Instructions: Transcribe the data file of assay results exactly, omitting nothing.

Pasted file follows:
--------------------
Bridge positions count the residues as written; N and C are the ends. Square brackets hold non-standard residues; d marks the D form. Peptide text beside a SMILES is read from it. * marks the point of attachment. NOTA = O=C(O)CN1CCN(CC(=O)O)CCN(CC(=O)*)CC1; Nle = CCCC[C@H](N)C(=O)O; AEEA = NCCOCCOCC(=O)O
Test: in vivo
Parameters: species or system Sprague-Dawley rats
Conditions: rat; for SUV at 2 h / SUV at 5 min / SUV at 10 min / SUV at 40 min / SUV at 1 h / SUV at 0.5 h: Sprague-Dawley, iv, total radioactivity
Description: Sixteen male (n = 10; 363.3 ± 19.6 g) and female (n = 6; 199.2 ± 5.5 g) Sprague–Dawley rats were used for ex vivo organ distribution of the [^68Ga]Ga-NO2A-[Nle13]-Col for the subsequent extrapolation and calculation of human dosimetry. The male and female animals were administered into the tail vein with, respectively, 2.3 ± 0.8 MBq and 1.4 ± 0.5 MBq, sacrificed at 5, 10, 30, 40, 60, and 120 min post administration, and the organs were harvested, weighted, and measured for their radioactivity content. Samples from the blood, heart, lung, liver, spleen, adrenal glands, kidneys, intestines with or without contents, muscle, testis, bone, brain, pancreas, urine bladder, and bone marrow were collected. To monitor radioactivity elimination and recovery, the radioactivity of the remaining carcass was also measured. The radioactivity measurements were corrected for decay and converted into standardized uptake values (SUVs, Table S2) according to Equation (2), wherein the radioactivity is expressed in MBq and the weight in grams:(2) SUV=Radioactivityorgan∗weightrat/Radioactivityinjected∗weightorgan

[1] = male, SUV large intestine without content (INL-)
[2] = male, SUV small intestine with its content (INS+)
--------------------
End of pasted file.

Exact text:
Bridge positions count the residues as written; N and C are the ends. Square brackets hold non-standard residues; d marks the D form. Peptide text beside a SMILES is read from it. * marks the point of attachment. NOTA = O=C(O)CN1CCN(CC(=O)O)CCN(CC(=O)*)CC1; Nle = CCCC[C@H](N)C(=O)O; AEEA = NCCOCCOCC(=O)O
Test: in vivo
Parameters: species or system Sprague-Dawley rats
Conditions: rat; for SUV at 2 h / SUV at 5 min / SUV at 10 min / SUV at 40 min / SUV at 1 h / SUV at 0.5 h: Sprague-Dawley, iv, total radioactivity
Description: Sixteen male (n = 10; 363.3 ± 19.6 g) and female (n = 6; 199.2 ± 5.5 g) Sprague–Dawley rats were used for ex vivo organ distribution of the [^68Ga]Ga-NO2A-[Nle13]-Col for the subsequent extrapolation and calculation of human dosimetry. The male and female animals were administered into the tail vein with, respectively, 2.3 ± 0.8 MBq and 1.4 ± 0.5 MBq, sacrificed at 5, 10, 30, 40, 60, and 120 min post administration, and the organs were harvested, weighted, and measured for their radioactivity content. Samples from the blood, heart, lung, liver, spleen, adrenal glands, kidneys, intestines with or without contents, muscle, testis, bone, brain, pancreas, urine bladder, and bone marrow were collected. To monitor radioactivity elimination and recovery, the radioactivity of the remaining carcass was also measured. The radioactivity measurements were corrected for decay and converted into standardized uptake values (SUVs, Table S2) according to Equation (2), wherein the radioactivity is expressed in MBq and the weight in grams:(2) SUV=Radioactivityorgan∗weightrat/Radioactivityinjected∗weightorgan

[1] = male, SUV large intestine without content (INL-)
[2] = male, SUV small intestine with its content (INS+)